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Lebron’s $2 Million ‘Investment’ in a School Will Cost Taxpayers $80,000,000 Over 10 Years

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The mainstream press recently made Los Angeles Lakers star LeBron James into a God-like figure for “building a school” for at-risk youth in Akron, OH.

“‘I Promise’ will eventually cost about $8 million a year to run out of the district’s regular budget, covered mostly by shifting students, teachers and money from other schools, the district says,” according to Cleveland.com.

“I Promise” is the name of “James'” school.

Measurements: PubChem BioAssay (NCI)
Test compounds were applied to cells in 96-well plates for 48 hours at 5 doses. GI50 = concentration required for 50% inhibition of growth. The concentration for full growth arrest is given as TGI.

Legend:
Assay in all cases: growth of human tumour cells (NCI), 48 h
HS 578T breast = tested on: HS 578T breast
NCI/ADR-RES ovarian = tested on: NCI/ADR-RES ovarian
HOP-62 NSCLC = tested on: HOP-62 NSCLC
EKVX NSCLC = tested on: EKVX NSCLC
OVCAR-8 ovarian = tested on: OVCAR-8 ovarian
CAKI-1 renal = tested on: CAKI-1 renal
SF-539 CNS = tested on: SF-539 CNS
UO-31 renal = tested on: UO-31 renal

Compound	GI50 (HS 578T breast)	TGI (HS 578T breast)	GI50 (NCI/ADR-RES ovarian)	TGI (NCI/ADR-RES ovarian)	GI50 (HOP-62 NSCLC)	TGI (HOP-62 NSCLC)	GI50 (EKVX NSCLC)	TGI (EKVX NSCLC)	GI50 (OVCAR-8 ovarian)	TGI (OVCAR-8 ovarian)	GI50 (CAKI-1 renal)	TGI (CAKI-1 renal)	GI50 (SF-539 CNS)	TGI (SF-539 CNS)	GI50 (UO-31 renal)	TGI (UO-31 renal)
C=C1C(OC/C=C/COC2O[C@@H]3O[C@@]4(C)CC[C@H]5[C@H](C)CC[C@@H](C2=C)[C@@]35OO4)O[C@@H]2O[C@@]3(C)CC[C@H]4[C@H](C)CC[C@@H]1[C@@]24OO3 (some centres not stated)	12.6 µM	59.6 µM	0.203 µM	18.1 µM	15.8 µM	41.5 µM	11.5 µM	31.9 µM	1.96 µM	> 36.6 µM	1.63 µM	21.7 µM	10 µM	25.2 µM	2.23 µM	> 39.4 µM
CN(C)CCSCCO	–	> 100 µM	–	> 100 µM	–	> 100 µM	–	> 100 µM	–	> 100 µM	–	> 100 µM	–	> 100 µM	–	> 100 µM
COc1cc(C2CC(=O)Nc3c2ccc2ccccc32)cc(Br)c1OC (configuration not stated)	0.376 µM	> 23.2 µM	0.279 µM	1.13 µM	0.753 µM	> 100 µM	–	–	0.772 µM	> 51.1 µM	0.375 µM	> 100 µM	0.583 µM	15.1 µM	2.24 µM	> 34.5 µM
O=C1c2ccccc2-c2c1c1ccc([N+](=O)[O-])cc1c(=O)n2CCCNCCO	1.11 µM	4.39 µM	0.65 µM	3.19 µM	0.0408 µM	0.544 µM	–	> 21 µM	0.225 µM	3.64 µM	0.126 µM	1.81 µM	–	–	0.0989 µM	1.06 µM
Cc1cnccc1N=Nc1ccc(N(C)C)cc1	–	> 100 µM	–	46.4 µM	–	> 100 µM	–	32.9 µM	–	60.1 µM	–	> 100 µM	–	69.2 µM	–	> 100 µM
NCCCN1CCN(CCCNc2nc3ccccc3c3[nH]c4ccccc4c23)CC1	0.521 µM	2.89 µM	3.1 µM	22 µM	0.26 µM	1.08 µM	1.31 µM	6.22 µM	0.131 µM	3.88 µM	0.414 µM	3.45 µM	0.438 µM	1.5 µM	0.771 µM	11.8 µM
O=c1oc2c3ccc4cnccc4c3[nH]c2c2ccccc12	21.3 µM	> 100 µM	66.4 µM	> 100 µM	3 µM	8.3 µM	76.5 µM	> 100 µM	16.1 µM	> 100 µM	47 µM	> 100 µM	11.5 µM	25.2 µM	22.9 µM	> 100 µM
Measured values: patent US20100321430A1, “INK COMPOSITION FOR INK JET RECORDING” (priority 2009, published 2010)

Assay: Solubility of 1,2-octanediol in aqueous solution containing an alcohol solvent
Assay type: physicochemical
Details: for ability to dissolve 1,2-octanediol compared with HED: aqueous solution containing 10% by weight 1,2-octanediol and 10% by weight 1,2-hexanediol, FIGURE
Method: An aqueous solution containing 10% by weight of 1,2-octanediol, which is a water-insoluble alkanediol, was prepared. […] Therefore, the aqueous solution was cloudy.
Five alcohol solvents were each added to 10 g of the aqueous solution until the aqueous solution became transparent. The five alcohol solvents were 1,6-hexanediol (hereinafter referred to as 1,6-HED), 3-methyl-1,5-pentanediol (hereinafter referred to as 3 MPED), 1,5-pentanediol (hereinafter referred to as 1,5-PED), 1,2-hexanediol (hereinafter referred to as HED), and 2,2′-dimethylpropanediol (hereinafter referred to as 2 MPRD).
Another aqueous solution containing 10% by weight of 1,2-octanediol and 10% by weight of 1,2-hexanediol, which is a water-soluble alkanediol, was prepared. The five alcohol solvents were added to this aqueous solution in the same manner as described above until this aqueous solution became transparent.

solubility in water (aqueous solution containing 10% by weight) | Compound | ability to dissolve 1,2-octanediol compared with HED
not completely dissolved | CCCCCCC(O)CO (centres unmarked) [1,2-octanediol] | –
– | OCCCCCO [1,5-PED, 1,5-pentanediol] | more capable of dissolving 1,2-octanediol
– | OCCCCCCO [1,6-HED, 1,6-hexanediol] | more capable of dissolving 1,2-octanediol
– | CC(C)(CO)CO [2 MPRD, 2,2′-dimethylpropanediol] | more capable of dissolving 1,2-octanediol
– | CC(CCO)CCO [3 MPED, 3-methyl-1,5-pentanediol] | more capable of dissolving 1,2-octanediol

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This is not to knock James, who is donating $2 million to the fund the school, and without whom the “school would have never happened,” according to district Treasurer Ryan Pendleton.

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Rather, this is about the press, who left out the minor detail that over the course of the school’s existence, a majority of the bill will be footed by Akron taxpayers.

According to Cleveland.com: 

I Promise is a district school. It’s not a private school or even a charter school, a form of public schools that are funded with tax dollars but are privately-run.

Though James will have a huge influence on the school, I Promise will be run by the district. It’s a district-owned building. The district will hire and pay the teachers and administration. Kids will ride district buses to school. And they will all eat the free breakfast and lunch the district gives all students.